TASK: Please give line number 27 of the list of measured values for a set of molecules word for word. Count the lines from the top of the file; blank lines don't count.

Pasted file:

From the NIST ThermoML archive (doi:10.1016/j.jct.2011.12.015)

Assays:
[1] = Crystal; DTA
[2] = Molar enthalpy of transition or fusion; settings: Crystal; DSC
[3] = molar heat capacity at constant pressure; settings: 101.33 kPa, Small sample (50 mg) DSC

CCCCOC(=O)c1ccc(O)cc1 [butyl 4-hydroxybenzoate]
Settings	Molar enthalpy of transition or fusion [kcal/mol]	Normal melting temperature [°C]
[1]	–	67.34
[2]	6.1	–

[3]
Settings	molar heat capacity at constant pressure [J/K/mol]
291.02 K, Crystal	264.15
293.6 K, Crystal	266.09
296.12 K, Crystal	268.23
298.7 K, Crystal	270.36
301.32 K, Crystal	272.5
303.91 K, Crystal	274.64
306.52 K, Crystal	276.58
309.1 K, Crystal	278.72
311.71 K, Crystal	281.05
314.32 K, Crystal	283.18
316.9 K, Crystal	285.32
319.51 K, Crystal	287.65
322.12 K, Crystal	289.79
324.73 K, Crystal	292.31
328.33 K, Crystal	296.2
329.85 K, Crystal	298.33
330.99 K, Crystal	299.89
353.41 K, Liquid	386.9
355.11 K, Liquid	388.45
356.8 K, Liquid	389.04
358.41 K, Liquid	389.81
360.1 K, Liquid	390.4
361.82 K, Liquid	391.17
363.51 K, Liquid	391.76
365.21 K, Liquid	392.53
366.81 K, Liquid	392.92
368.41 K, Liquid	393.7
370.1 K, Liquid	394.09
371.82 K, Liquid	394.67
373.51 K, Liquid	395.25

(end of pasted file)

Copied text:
329.85 K, Crystal	298.33